Thursday, August 21, 2014


The most remarkable thing about Chris Thorpe's Confirmation is that I agreed with it almost entirely.

There is, indeed, a problem of confirmation bias. People do, indeed, seek things which confirm their pre-existing beliefs. There are, indeed, subjectivity difficulties involved in seeking out other, opposing perspectives, in attempting to see through the eyes of another.

Yes, yes, yes, yes...

My chief concern here is, somewhat ironically, whether this is a play that will change anyone's mind. You either walk into the theatre with some reasonable understanding of social critique, and therefore almost all of Thorpe's text will drip with familiar crisis, or you can not, and it will seem totally bogus.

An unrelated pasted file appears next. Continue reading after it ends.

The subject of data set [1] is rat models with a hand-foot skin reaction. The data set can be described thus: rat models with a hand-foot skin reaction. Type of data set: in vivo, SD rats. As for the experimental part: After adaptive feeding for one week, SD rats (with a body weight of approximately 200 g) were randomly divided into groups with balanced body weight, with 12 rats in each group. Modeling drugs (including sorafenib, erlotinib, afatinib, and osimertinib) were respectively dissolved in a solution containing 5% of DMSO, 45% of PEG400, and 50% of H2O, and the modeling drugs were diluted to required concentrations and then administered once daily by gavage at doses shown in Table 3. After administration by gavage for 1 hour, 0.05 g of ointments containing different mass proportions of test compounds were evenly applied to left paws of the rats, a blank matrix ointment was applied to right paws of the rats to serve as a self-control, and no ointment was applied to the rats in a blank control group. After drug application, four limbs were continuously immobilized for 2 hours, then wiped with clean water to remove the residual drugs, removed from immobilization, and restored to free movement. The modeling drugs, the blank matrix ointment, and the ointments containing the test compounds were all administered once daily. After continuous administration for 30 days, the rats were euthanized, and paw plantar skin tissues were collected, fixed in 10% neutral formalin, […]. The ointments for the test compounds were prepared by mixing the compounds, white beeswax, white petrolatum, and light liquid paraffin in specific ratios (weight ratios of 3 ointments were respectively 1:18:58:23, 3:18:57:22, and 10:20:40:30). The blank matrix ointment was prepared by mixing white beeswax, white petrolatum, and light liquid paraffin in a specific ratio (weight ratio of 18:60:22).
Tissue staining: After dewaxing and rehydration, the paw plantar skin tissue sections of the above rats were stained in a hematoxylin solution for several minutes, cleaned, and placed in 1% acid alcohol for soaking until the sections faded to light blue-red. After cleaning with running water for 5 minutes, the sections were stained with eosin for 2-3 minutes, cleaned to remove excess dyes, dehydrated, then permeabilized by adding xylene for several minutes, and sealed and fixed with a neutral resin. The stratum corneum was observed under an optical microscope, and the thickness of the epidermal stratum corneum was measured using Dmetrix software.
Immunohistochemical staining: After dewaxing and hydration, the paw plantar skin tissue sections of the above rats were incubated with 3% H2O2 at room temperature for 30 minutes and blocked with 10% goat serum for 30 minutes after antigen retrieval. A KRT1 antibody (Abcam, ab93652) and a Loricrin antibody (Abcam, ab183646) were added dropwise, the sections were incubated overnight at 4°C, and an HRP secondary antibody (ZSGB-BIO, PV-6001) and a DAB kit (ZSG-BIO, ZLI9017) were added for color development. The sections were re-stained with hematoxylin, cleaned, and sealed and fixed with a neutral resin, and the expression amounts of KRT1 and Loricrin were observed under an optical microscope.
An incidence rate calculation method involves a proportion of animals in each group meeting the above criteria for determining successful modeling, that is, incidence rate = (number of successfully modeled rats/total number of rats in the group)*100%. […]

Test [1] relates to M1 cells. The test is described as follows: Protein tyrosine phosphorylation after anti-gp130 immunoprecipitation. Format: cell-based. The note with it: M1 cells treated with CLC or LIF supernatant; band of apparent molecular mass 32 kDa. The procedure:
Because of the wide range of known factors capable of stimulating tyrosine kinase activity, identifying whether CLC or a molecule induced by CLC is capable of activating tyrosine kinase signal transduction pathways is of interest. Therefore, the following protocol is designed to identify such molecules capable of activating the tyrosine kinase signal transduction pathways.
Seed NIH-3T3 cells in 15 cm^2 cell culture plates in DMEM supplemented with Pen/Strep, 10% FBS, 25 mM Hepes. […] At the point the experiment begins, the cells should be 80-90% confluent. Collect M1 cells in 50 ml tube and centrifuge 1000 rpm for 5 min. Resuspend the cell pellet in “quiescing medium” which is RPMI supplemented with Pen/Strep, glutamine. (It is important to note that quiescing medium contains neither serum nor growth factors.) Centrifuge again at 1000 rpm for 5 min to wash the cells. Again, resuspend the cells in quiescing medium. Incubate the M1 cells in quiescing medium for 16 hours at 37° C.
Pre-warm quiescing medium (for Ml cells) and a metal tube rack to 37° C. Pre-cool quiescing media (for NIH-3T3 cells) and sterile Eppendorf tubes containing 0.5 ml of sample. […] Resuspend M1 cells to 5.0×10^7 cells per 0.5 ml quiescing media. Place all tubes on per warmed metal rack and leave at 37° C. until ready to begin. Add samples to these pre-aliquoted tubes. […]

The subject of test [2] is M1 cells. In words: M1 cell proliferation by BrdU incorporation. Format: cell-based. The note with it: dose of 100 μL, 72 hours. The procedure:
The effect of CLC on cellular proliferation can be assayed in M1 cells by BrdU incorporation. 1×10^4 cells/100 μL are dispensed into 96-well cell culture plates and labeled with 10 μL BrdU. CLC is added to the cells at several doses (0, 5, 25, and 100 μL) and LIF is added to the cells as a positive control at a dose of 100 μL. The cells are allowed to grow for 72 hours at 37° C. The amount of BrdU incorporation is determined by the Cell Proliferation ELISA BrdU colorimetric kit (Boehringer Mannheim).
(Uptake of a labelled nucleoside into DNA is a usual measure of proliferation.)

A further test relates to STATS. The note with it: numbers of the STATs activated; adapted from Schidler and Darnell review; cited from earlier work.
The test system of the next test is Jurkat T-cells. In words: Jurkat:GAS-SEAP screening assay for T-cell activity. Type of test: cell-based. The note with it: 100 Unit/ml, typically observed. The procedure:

I'm most interested in the other side of that argument - which I don't represent. What is it like to walk into that room, from your 9-5 job where you support unquestioningly an entire system of beliefs that you have supported unquestioningly, unconsciously, for your entire life, into this tirade of problems of xenophobia, white supremacy, and various distancing mechanisms. Do you walk out changed?